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I Am Shy

Introverts vs. Extroverts...

Studies have shown that there are four factors that differentiate the introverted brain from the extroverted brain.

1. [b][u]The Prefrontal Cortex[/u][/b]

A Harvard University study found that the prefrontal cortex (the region of the brain linked to abstract thought & decision-making) is larger in introverts.

It was concluded this might explain why introverts ponder things thoroughly before making a decision; while extroverts are able to live in the moment and take risks without fully thinking everything through.

2. [b][u]Cerebral Blood Flow[/u][/b]

Researchers used positron emission tomography (PET) to measure cerebral blood flow (an indicator of brain activity) in subjects deemed to be quiet or gregarious.

Introverts showed increased blood flow in areas of the brain associated with with making plans and problem-solving.

Extroverts displayed more activity in the portion of the brain associated with interpreting sensory data.

From these results, researchers concluded that introverts are more inward focused while more gregarious individuals crave external sensory stimulation.

3. [b][u]The Nervous System[/u][/b]

Our nervous system has two sides: parasympathetic, which makes us conserve energy and withdraw from the outer environment; and the sympathetic, also known as the “full-throttle” or “fight, flight, or freeze” system.

Extroverts tend to favor the sympathetic side, which makes them active, daring, and inquisitive. In addition, in this system, the brain becomes more alert and hyper-focused on its surroundings. This also leads to a reduction in thinking.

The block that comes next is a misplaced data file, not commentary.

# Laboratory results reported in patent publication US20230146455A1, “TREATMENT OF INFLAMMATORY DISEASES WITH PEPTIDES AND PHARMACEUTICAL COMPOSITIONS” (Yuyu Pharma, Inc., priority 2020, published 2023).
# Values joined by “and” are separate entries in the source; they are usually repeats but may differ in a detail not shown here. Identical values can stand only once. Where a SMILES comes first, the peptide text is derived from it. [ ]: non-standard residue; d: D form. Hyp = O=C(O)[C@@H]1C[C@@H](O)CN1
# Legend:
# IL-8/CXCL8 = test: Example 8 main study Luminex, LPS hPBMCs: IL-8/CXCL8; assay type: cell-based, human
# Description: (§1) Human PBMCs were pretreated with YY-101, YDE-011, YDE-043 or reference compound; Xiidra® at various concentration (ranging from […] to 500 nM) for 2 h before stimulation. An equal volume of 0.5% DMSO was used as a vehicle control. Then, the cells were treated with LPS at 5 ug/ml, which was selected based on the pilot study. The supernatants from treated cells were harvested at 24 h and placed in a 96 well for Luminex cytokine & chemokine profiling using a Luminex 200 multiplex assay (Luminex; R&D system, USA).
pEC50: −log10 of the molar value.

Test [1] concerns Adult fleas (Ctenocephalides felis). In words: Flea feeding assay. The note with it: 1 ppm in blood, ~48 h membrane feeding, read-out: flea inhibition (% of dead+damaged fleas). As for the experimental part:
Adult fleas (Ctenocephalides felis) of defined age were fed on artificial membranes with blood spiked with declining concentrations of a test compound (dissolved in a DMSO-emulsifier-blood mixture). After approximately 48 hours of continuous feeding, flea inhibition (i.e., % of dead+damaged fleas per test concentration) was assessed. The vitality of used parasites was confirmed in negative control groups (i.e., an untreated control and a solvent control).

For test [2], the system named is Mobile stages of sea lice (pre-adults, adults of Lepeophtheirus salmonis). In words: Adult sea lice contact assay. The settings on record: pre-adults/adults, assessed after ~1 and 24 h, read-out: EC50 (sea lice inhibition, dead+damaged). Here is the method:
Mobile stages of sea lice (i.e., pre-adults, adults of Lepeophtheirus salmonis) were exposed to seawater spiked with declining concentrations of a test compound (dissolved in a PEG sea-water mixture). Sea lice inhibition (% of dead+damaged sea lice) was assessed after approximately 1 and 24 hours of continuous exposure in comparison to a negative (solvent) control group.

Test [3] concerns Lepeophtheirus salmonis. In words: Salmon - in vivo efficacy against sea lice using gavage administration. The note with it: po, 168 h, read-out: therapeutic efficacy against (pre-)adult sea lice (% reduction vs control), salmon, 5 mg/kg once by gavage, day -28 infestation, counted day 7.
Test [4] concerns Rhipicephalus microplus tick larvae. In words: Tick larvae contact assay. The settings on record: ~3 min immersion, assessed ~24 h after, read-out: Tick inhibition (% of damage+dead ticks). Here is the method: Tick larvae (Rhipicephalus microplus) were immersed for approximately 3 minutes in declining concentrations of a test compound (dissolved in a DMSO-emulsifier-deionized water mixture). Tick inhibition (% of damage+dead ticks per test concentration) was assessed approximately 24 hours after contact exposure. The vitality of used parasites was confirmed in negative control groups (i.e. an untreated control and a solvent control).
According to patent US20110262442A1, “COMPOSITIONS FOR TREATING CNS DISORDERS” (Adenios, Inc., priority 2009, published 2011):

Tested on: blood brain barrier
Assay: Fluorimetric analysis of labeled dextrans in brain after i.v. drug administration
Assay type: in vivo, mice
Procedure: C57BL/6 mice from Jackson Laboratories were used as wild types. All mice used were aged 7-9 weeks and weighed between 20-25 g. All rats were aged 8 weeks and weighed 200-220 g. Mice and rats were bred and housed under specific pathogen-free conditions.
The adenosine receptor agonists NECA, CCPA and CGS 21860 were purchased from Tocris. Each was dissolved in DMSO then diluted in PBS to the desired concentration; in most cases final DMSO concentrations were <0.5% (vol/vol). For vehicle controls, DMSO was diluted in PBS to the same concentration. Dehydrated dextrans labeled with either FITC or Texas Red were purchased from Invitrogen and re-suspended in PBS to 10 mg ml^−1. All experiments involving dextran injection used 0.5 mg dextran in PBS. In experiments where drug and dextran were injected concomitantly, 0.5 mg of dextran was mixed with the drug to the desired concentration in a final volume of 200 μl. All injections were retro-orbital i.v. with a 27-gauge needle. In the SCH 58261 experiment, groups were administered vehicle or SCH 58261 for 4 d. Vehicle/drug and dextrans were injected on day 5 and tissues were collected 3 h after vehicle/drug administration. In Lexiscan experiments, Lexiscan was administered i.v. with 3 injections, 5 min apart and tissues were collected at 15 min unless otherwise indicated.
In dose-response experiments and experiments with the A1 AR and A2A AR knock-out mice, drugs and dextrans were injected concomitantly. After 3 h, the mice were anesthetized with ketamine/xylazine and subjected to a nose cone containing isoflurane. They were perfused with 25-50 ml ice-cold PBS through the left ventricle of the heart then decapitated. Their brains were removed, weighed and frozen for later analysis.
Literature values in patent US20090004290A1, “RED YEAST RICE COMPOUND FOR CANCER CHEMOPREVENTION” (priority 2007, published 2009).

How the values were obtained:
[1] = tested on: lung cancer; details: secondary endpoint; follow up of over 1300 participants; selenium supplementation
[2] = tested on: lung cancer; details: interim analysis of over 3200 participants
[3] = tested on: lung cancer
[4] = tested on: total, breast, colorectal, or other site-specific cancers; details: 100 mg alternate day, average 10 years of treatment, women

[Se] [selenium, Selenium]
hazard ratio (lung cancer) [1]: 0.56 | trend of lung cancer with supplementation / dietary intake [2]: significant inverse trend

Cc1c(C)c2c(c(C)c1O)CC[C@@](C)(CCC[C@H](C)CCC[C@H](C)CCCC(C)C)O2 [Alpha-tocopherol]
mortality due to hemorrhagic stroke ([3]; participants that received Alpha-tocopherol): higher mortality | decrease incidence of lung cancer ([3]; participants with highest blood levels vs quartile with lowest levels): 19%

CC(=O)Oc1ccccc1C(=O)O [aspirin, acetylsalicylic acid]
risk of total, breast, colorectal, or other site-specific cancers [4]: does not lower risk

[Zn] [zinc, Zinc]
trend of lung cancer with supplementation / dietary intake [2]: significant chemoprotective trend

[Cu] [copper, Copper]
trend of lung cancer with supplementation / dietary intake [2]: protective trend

While extroverts thrive when they engage the sympathetic side, for introverts, it’s too much.

4. [b][u]Dopamine[/u][/b]

Dopamine is a neurotransmitter found in the brain that plays a role in the brain’s pleasure and reward centers. It enables us to notice rewards and take action to move toward them.

This dopamine release also explains why introverts need to be alone to recharge, while extroverts are energized by social interaction. The brains of introverts and extroverts reward different behavior. As introverts do not get the energizing reward of a dopamine release in social situations, they find interactions more tiring than their extroverted peers.
Simplicity1119 · 46-50, F
I’m a mix . I like my alone time for recharging . However there are times where I appreciate company . I believe u can be both
sciguy18 · M
@Simplicity1119 Yes. I believe it's a scale and people fall at various points on it.
Simplicity1119 · 46-50, F
@sciguy18 absolutely a scale . In a huge crowd people would expect me to be extrovert , that is not the case . I clam up and observe . Now one on one with by job , I can be very outgoing and get people to open up. Most times at home I am quiet .
sciguy18 · M
@Simplicity1119 Yes. It is definitely situational too.
diablesse · 56-60, F
Very interesting reading, but it makes me wonder if those differences in are the reason why people are one or the other (or even a mix of both) or the result of people being more withdrawn or more daring.
sciguy18 · M
@diablesse Interesting questions. As my studies did not involve brain activity and behavior, I am not qualified to answer. It does help explain why some people are the way they are though...
ChampagneOnIce · 51-55, F
I’ve become more introverted as I’ve gotten older, but I’m still an extrovert. Interesting facts. I’m sure there are many more for both.
sciguy18 · M
@ChampagneOnIce I've gotten more introverted with age too - which I didn't think was possible...
Magenta · F
Interesting and concise.
I don't fit tight in either box, but lean towards introversion.
sciguy18 · M
@Magenta I think people can fall anywhere along the scale...
I'm always exhausted after a night of social interaction... I rather enjoy my alone time.
sciguy18 · M
@SW-User You and me both...
goagainsttheflow · 26-30, F
Very informative!
sciguy18 · M
@goagainsttheflow Thanks for reading and commenting.

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